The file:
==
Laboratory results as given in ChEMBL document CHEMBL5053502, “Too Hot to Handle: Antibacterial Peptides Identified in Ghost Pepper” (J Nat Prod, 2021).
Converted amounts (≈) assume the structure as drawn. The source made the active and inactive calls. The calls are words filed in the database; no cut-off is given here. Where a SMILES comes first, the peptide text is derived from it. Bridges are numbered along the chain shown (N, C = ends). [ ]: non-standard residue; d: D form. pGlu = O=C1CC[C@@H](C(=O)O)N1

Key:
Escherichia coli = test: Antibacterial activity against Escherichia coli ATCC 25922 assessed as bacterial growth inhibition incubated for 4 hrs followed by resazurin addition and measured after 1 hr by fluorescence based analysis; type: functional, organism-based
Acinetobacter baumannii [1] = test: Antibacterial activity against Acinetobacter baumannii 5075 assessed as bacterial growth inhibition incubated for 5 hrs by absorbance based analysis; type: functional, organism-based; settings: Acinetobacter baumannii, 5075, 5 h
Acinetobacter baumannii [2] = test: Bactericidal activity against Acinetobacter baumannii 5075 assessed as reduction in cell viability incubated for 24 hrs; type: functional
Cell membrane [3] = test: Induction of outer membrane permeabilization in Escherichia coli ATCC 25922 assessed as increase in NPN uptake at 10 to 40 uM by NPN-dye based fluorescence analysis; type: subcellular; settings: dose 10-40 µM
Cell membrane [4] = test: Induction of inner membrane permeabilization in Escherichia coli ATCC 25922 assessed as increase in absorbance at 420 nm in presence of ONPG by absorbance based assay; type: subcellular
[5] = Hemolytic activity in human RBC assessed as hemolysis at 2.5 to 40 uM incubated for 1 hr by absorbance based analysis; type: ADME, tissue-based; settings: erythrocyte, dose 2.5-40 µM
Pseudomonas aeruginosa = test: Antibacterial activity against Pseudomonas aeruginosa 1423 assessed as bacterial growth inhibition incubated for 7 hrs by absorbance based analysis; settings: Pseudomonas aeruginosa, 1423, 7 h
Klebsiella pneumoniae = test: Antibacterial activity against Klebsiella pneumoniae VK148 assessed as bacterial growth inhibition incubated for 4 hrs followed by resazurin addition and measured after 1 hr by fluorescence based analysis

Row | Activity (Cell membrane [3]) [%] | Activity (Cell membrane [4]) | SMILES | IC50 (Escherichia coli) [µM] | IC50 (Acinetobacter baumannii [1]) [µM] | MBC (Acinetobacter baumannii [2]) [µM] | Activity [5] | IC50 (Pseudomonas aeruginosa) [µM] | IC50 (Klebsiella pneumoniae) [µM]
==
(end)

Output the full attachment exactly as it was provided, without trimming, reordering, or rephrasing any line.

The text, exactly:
Laboratory results as given in ChEMBL document CHEMBL5053502, “Too Hot to Handle: Antibacterial Peptides Identified in Ghost Pepper” (J Nat Prod, 2021).
Converted amounts (≈) assume the structure as drawn. The source made the active and inactive calls. The calls are words filed in the database; no cut-off is given here. Where a SMILES comes first, the peptide text is derived from it. Bridges are numbered along the chain shown (N, C = ends). [ ]: non-standard residue; d: D form. pGlu = O=C1CC[C@@H](C(=O)O)N1

Key:
Escherichia coli = test: Antibacterial activity against Escherichia coli ATCC 25922 assessed as bacterial growth inhibition incubated for 4 hrs followed by resazurin addition and measured after 1 hr by fluorescence based analysis; type: functional, organism-based
Acinetobacter baumannii [1] = test: Antibacterial activity against Acinetobacter baumannii 5075 assessed as bacterial growth inhibition incubated for 5 hrs by absorbance based analysis; type: functional, organism-based; settings: Acinetobacter baumannii, 5075, 5 h
Acinetobacter baumannii [2] = test: Bactericidal activity against Acinetobacter baumannii 5075 assessed as reduction in cell viability incubated for 24 hrs; type: functional
Cell membrane [3] = test: Induction of outer membrane permeabilization in Escherichia coli ATCC 25922 assessed as increase in NPN uptake at 10 to 40 uM by NPN-dye based fluorescence analysis; type: subcellular; settings: dose 10-40 µM
Cell membrane [4] = test: Induction of inner membrane permeabilization in Escherichia coli ATCC 25922 assessed as increase in absorbance at 420 nm in presence of ONPG by absorbance based assay; type: subcellular
[5] = Hemolytic activity in human RBC assessed as hemolysis at 2.5 to 40 uM incubated for 1 hr by absorbance based analysis; type: ADME, tissue-based; settings: erythrocyte, dose 2.5-40 µM
Pseudomonas aeruginosa = test: Antibacterial activity against Pseudomonas aeruginosa 1423 assessed as bacterial growth inhibition incubated for 7 hrs by absorbance based analysis; settings: Pseudomonas aeruginosa, 1423, 7 h
Klebsiella pneumoniae = test: Antibacterial activity against Klebsiella pneumoniae VK148 assessed as bacterial growth inhibition incubated for 4 hrs followed by resazurin addition and measured after 1 hr by fluorescence based analysis

Row | Activity (Cell membrane [3]) [%] | Activity (Cell membrane [4]) | SMILES | IC50 (Escherichia coli) [µM] | IC50 (Acinetobacter baumannii [1]) [µM] | MBC (Acinetobacter baumannii [2]) [µM] | Activity [5] | IC50 (Pseudomonas aeruginosa) [µM] | IC50 (Klebsiella pneumoniae) [µM]